Kudzu (scientific name: Pueraria montana var. lobata) is an aggressive invasive terrestrial weed from Asia that was introduced into the United States in the 1880s as an ornamental plant and for erosion control. Long a serious problem in the southeast, it is found in the South, Mid-Atlantic states, Midwest, southern New England, and in some parts of West. It covers all vegetation, including trees, in the areas that it invades, creating a dense green carpet that smothers terrestrial ecosystems.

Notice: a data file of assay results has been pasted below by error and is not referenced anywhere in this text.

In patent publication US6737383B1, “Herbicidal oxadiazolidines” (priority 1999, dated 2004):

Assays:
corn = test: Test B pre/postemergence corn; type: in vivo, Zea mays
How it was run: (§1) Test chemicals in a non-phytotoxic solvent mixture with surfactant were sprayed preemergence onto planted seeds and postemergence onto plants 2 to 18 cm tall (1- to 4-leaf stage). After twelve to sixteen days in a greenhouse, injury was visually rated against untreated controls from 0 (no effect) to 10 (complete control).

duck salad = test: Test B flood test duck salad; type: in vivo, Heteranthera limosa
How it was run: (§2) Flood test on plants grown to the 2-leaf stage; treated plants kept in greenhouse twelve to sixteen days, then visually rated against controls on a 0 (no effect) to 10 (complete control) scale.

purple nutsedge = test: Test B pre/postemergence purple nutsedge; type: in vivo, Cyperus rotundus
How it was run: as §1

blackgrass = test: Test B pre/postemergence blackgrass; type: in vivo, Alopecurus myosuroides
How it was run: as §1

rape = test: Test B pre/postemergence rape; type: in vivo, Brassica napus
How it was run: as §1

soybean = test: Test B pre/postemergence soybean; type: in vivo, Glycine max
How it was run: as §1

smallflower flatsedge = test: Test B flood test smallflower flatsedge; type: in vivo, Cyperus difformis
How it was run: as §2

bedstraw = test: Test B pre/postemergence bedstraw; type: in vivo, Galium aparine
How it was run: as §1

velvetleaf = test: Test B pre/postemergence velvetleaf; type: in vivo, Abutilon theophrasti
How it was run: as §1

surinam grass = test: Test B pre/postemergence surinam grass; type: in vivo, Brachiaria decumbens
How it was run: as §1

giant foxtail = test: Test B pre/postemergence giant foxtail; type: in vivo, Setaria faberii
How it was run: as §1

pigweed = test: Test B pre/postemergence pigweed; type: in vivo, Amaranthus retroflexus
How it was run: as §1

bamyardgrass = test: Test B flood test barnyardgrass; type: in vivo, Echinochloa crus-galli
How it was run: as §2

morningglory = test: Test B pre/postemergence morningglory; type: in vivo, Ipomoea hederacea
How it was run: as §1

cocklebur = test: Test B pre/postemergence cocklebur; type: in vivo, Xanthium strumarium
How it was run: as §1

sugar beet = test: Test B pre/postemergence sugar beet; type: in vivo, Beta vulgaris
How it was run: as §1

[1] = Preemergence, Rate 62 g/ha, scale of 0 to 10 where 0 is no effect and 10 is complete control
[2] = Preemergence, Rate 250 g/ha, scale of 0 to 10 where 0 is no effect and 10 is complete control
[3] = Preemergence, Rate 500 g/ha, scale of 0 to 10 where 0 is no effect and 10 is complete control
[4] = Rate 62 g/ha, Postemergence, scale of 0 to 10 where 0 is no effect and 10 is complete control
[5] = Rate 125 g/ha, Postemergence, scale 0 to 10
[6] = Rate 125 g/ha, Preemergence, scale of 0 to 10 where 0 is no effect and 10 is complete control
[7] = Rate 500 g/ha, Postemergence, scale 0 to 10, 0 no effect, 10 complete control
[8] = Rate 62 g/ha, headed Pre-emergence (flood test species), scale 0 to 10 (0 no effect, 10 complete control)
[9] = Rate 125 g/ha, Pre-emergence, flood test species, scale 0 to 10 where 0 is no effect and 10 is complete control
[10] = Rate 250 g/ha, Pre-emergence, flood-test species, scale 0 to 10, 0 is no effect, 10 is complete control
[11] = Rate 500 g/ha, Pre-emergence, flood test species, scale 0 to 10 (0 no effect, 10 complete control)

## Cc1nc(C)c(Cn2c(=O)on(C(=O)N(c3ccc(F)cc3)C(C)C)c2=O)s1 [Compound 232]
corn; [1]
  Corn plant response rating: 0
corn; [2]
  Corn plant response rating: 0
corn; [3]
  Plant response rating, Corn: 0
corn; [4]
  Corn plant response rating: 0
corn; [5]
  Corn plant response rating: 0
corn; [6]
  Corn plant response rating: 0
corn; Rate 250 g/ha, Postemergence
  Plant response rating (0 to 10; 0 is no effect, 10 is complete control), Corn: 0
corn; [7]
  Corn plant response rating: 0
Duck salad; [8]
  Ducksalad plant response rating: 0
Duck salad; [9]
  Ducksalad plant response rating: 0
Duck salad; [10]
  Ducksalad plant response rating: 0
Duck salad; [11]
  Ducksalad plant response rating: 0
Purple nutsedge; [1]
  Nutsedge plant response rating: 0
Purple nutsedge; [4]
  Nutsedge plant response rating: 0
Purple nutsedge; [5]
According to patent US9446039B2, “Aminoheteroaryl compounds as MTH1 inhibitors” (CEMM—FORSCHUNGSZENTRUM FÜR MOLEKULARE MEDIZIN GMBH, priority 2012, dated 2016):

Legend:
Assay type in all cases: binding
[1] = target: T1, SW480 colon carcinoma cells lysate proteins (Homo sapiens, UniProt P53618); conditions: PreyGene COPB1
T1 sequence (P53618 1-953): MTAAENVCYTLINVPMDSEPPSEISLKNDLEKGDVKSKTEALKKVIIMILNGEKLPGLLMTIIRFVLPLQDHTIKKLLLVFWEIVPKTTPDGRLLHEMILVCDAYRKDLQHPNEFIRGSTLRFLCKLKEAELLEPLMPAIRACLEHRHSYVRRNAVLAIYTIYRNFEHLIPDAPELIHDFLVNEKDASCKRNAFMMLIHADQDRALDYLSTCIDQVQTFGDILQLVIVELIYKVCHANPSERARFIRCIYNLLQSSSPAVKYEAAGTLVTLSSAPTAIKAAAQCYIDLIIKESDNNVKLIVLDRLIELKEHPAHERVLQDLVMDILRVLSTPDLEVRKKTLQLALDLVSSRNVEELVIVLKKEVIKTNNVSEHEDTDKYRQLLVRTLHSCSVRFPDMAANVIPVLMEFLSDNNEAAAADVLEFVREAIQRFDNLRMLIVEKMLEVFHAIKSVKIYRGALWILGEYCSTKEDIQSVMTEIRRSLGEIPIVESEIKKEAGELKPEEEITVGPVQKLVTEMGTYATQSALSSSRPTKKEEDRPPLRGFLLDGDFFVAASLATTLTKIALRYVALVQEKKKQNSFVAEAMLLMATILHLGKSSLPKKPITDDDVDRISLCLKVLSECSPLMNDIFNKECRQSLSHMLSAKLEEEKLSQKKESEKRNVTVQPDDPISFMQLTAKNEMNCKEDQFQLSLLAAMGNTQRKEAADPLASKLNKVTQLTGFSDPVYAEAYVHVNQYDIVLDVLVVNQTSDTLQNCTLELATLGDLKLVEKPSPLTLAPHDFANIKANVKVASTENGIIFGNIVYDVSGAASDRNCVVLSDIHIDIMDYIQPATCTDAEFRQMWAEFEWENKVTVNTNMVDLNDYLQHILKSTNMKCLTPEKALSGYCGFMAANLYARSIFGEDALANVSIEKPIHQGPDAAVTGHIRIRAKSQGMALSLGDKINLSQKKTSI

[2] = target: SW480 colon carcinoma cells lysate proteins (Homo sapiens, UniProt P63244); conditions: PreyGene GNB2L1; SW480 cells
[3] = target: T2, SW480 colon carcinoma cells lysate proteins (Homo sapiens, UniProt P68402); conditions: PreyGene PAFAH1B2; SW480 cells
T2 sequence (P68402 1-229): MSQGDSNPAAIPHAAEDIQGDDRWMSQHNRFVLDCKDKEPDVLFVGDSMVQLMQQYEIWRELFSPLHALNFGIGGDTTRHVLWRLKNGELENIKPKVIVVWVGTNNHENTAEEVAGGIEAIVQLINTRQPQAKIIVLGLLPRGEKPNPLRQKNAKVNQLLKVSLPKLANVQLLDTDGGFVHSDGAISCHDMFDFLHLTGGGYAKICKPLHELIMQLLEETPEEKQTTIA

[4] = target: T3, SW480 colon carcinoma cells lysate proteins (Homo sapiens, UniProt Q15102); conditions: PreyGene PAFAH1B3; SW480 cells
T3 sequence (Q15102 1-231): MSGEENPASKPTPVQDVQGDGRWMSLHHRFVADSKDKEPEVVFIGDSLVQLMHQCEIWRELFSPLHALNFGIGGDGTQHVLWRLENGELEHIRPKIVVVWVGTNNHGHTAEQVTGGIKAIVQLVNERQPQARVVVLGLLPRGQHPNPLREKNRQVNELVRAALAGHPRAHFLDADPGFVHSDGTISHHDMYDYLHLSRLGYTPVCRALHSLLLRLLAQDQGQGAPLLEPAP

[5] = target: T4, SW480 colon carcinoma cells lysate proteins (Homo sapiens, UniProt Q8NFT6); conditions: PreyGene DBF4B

PhragmitesApril 16, 2017
By: Stephanie Licciardi, RRISC Correspondent Phragmites is a wetland grass that grows along the Atla...
Cheat GrassApril 16, 2017
Cheat Grass- (Bromus Tectorum), also known as drooping brome, is a weed native to Europe, West Asia,...
RRISC Awards Nominations OpenMarch 1, 2016
Each year, RRISC recognizes legislators, state and local government agencies, nonprofits, and busine...
RRISC Holds Seminar on Pests in the Wine IndustryNovember 22, 2015
November 16, 2015–In cooperation with the Congressional Invasive Species Caucus and the Congre...
RRISC holds its second annual Congressional Reception and Awards CeremonySeptember 14, 2015
June 25th, 2015—RRISC holds its second annual Congressional Reception and Awards Ceremony on Capit...